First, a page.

Will you turn with me to the Word? To Isaiah, Revelation and Psalms to find partial understanding and hope.

‭‭Isaiah‬ ‭60:20‬ ‭(ESV‬‬) says, “Your sun shall no more go down, nor your moon withdraw itself; for the Lord will be your everlasting light, and your days of mourning shall be ended.” This promise is echoed hundreds of years later in Revelation 22:5, “And night will be no more. They will need no light of lamp or sun, for the Lord God will be their light, and they will reign forever and ever.”

My friend, my family, my brothers and sisters in Christ, we possess this hope. We posses this Light of the World within us. And while the light of God’s glory illuminates the cross of Christ, it also casts a temporary shadow. A shadow that will one day be no more.

While we walk through the valley of the shadow of death, we know the greatest Christmas gift is Jesus. We know one day the Lord will be our everlasting light, and our days of mourning shall end. We know that shadows are temporary and spiritual life is eternal.

So we trust in ‭‭Psalms‬ ‭23:4‬, “Even though I walk through the valley of the shadow of death, I will fear no evil, for you are with me; your rod and your staff, they comfort me.”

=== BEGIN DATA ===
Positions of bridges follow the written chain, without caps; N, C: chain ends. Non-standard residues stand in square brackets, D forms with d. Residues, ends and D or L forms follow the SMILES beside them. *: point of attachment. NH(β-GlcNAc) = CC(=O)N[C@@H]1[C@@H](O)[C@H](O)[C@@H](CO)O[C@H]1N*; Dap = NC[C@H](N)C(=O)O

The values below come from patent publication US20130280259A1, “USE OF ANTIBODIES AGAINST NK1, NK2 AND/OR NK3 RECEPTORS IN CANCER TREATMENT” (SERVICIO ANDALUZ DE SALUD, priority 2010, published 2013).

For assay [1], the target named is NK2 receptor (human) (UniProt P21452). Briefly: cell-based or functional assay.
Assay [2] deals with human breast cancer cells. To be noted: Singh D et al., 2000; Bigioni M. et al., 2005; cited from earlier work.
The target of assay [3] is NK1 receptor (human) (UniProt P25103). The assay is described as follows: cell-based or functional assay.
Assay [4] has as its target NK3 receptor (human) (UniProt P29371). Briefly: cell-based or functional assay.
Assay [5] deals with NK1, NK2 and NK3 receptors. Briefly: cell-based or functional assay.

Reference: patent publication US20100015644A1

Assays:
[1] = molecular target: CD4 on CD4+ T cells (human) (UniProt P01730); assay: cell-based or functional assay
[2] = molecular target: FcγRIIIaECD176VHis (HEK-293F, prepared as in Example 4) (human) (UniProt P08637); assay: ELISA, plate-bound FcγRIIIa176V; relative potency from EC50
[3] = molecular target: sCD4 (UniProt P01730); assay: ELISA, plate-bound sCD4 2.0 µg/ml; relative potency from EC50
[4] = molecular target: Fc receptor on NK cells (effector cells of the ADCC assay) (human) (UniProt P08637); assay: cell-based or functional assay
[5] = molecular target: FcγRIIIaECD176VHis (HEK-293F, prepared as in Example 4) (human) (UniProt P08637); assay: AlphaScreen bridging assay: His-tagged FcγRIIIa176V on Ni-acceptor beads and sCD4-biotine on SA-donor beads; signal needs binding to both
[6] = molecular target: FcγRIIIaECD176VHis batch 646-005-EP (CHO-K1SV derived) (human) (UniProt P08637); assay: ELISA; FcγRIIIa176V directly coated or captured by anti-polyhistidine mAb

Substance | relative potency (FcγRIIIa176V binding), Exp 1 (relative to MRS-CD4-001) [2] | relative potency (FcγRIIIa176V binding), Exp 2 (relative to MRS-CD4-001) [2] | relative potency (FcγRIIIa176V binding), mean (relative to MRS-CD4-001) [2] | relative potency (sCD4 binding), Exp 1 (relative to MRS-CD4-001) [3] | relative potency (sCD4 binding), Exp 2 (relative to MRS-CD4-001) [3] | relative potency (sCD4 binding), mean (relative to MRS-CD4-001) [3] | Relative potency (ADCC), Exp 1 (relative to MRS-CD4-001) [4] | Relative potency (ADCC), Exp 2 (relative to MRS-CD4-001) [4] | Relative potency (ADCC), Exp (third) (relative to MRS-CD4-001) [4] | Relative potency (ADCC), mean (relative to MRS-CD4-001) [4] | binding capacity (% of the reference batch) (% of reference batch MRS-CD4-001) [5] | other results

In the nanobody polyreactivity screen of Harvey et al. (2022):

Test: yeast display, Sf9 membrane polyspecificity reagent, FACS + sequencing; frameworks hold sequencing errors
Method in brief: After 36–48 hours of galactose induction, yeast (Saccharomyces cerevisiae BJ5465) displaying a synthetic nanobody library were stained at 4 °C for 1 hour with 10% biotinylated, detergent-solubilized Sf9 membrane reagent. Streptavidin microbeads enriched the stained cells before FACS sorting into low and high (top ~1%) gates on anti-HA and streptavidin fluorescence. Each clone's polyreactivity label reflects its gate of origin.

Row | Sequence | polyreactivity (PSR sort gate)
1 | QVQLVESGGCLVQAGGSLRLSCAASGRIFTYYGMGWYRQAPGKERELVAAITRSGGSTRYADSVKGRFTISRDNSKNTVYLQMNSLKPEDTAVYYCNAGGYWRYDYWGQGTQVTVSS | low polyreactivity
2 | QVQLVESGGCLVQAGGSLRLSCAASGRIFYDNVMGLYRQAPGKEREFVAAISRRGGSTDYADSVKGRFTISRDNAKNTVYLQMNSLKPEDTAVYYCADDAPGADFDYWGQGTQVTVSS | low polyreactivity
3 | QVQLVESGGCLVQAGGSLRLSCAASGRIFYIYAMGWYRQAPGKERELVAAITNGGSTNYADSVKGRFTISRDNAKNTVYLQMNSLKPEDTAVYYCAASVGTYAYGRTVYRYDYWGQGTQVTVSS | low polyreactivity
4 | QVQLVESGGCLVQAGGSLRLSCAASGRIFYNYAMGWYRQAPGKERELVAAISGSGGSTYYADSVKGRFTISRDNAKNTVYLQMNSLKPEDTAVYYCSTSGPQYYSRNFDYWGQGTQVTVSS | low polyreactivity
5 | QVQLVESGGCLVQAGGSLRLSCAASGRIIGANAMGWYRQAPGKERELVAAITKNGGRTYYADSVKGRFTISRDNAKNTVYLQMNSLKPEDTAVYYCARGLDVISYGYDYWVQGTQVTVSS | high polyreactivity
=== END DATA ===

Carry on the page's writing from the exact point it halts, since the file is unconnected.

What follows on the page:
Let God comfort you this Christmas in the shadows.

So Then, What About Jesus?

“Thousands of people in this world profess to be happy without God. But if we could be truly happy and moral without Jesus, then why did He come? He came because that kind of happiness and peace is only superficial. Jesus Christ came to “bring…a sword” through every kind of peace that is not based on a personal relationship with Himself.”

-Oswald Chambers, My Utmost For His Highest

I have seen it with my own eyes. There are thousands, maybe millions, who profess to be happy without God. Tragically, many of them were raised in the church, in Christian professing homes, and yet, they have exited the institution and many have severed their relationships with family and church family.